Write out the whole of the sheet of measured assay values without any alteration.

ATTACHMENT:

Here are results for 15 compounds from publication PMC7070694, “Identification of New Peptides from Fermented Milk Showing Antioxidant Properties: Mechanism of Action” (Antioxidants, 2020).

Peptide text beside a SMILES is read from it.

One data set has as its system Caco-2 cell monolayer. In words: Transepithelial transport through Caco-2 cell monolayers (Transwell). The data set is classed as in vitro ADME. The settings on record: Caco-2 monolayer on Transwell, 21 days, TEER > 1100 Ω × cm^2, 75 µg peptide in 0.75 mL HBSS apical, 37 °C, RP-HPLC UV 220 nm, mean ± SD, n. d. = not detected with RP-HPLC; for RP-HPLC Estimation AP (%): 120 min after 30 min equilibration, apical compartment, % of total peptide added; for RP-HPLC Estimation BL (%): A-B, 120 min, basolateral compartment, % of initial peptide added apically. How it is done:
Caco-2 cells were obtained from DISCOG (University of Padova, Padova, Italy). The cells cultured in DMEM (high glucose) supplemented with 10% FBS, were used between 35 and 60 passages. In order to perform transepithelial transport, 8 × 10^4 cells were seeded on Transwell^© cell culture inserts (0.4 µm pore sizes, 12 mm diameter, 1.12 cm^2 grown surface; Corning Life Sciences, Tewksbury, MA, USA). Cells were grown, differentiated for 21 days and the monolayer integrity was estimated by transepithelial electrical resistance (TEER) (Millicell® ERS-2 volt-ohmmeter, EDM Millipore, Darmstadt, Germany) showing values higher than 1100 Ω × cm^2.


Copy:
Here are results for 15 compounds from publication PMC7070694, “Identification of New Peptides from Fermented Milk Showing Antioxidant Properties: Mechanism of Action” (Antioxidants, 2020).

Peptide text beside a SMILES is read from it.

One data set has as its system Caco-2 cell monolayer. In words: Transepithelial transport through Caco-2 cell monolayers (Transwell). The data set is classed as in vitro ADME. The settings on record: Caco-2 monolayer on Transwell, 21 days, TEER > 1100 Ω × cm^2, 75 µg peptide in 0.75 mL HBSS apical, 37 °C, RP-HPLC UV 220 nm, mean ± SD, n. d. = not detected with RP-HPLC; for RP-HPLC Estimation AP (%): 120 min after 30 min equilibration, apical compartment, % of total peptide added; for RP-HPLC Estimation BL (%): A-B, 120 min, basolateral compartment, % of initial peptide added apically. How it is done:
Caco-2 cells were obtained from DISCOG (University of Padova, Padova, Italy). The cells cultured in DMEM (high glucose) supplemented with 10% FBS, were used between 35 and 60 passages. In order to perform transepithelial transport, 8 × 10^4 cells were seeded on Transwell^© cell culture inserts (0.4 µm pore sizes, 12 mm diameter, 1.12 cm^2 grown surface; Corning Life Sciences, Tewksbury, MA, USA). Cells were grown, differentiated for 21 days and the monolayer integrity was estimated by transepithelial electrical resistance (TEER) (Millicell® ERS-2 volt-ohmmeter, EDM Millipore, Darmstadt, Germany) showing values higher than 1100 Ω × cm^2.